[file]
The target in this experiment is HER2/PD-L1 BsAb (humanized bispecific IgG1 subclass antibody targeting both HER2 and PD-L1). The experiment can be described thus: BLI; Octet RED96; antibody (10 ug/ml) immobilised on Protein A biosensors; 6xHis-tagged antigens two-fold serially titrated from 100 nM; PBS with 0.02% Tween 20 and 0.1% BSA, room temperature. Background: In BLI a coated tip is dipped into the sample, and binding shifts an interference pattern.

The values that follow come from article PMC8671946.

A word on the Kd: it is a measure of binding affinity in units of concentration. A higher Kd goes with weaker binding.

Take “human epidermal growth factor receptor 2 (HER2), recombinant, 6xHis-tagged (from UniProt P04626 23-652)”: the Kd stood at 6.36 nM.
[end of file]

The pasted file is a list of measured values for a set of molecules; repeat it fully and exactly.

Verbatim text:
The target in this experiment is HER2/PD-L1 BsAb (humanized bispecific IgG1 subclass antibody targeting both HER2 and PD-L1). The experiment can be described thus: BLI; Octet RED96; antibody (10 ug/ml) immobilised on Protein A biosensors; 6xHis-tagged antigens two-fold serially titrated from 100 nM; PBS with 0.02% Tween 20 and 0.1% BSA, room temperature. Background: In BLI a coated tip is dipped into the sample, and binding shifts an interference pattern.

The values that follow come from article PMC8671946.

A word on the Kd: it is a measure of binding affinity in units of concentration. A higher Kd goes with weaker binding.

Take “human epidermal growth factor receptor 2 (HER2), recombinant, 6xHis-tagged (from UniProt P04626 23-652)”: the Kd stood at 6.36 nM.